For some odd reason, this book popped up last Friday as I entered Amazon as I normally do. I was curious so I clicked on it and read the description.For some odd reason, this book popped up last Friday as I entered Amazon as I normally do. I was curious so I clicked on it and read the description. It told of a man who could wield magic and was technologically-savvy, who would sooner tinker around in his workshop and read his books than be involved in the politics of his House. And yet this very same man was to be suddenly thrown into a crisis when the city of Theria was attacked, one that was bound to test his mettle and wit. A common enough starting point for a fantasy book to be sure but I was intrigued and a little disappointed I would not be able to benefit from other readers' reviews.
So I postponed my purchase... by a day. After all, I decided, might as well review it myself, for better or worse. I purchased it on a Saturday but did not start reading it until Sunday afternoon. I was not particularly in a hurry to read it. Of course, once I began, however, it was an altogether different matter. I devoured this book (because 'read' would simply fall short) in less than a day, truly even less than half that time. It is simply that good. Why?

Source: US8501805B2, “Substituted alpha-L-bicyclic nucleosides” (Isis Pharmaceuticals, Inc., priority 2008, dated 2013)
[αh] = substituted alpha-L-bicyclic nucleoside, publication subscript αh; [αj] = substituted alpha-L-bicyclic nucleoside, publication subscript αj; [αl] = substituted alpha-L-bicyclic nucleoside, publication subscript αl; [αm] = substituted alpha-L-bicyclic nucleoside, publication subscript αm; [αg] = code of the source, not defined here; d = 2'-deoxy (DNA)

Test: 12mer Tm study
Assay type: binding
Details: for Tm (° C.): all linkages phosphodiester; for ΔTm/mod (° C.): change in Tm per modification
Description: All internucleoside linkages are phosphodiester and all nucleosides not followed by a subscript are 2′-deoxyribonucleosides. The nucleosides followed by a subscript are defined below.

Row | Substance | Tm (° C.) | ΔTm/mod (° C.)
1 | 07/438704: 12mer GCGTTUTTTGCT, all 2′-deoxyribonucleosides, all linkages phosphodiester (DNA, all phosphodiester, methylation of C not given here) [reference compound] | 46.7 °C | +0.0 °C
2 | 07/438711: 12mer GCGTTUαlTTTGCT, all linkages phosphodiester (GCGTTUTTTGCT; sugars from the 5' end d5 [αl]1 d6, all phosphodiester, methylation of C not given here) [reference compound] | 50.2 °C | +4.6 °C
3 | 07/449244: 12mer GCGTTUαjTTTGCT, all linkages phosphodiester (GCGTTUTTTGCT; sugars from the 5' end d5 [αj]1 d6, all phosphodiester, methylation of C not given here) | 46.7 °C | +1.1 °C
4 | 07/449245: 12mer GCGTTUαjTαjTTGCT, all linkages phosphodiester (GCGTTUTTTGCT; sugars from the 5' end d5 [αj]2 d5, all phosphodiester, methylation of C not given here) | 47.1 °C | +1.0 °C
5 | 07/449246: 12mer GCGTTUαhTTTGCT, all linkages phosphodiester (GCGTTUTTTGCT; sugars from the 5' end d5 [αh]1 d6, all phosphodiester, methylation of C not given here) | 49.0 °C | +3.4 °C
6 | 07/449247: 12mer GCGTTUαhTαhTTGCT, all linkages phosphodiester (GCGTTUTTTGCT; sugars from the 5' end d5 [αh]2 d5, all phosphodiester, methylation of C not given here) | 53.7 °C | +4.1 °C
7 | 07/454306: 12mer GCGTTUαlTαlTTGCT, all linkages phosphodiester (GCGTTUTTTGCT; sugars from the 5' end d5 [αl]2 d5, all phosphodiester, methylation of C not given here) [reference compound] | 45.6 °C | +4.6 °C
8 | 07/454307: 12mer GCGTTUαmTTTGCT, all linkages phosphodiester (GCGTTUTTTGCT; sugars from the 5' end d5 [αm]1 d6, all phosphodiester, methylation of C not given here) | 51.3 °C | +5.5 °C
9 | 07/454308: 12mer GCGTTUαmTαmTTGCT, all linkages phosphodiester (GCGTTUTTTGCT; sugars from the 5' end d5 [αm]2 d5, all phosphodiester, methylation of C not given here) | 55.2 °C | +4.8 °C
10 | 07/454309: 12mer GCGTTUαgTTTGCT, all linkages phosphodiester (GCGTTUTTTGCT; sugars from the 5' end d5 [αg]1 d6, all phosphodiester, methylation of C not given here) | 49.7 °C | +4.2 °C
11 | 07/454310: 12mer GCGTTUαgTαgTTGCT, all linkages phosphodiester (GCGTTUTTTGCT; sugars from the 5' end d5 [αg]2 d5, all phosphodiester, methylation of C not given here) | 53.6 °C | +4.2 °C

It went off to a good start. The beginning of a story, I find, often sets the tone for the read, if that makes any sense at all. Some beginnings seem to overindulge in descriptions making readers wonder what they have gotten themselves into. Luckily for me, "The Arcanist" cuts to the chase, more often than not. Sure, from time to time, characters will describe their surroundings, events, etc., to make us invested but never so much as to bore. Plus, no story I've read begins with an attack by a herd of stampeding mammoths. If anything, the writer has the element of surprise going for him.